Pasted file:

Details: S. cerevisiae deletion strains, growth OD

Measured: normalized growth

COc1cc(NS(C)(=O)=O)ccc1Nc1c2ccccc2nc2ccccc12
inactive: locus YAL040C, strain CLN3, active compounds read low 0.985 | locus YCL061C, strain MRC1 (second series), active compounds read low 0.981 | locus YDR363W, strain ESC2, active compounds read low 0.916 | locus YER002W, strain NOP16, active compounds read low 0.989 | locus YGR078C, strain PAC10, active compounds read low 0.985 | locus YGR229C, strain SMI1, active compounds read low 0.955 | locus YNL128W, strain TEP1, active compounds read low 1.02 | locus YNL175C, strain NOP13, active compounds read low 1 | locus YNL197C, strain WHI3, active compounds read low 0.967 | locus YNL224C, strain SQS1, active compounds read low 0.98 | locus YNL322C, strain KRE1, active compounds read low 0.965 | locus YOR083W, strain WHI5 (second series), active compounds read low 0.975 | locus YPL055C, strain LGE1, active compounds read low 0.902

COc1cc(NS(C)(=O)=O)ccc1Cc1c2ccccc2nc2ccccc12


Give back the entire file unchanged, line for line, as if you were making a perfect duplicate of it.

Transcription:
Details: S. cerevisiae deletion strains, growth OD

Measured: normalized growth

COc1cc(NS(C)(=O)=O)ccc1Nc1c2ccccc2nc2ccccc12
inactive: locus YAL040C, strain CLN3, active compounds read low 0.985 | locus YCL061C, strain MRC1 (second series), active compounds read low 0.981 | locus YDR363W, strain ESC2, active compounds read low 0.916 | locus YER002W, strain NOP16, active compounds read low 0.989 | locus YGR078C, strain PAC10, active compounds read low 0.985 | locus YGR229C, strain SMI1, active compounds read low 0.955 | locus YNL128W, strain TEP1, active compounds read low 1.02 | locus YNL175C, strain NOP13, active compounds read low 1 | locus YNL197C, strain WHI3, active compounds read low 0.967 | locus YNL224C, strain SQS1, active compounds read low 0.98 | locus YNL322C, strain KRE1, active compounds read low 0.965 | locus YOR083W, strain WHI5 (second series), active compounds read low 0.975 | locus YPL055C, strain LGE1, active compounds read low 0.902

COc1cc(NS(C)(=O)=O)ccc1Cc1c2ccccc2nc2ccccc12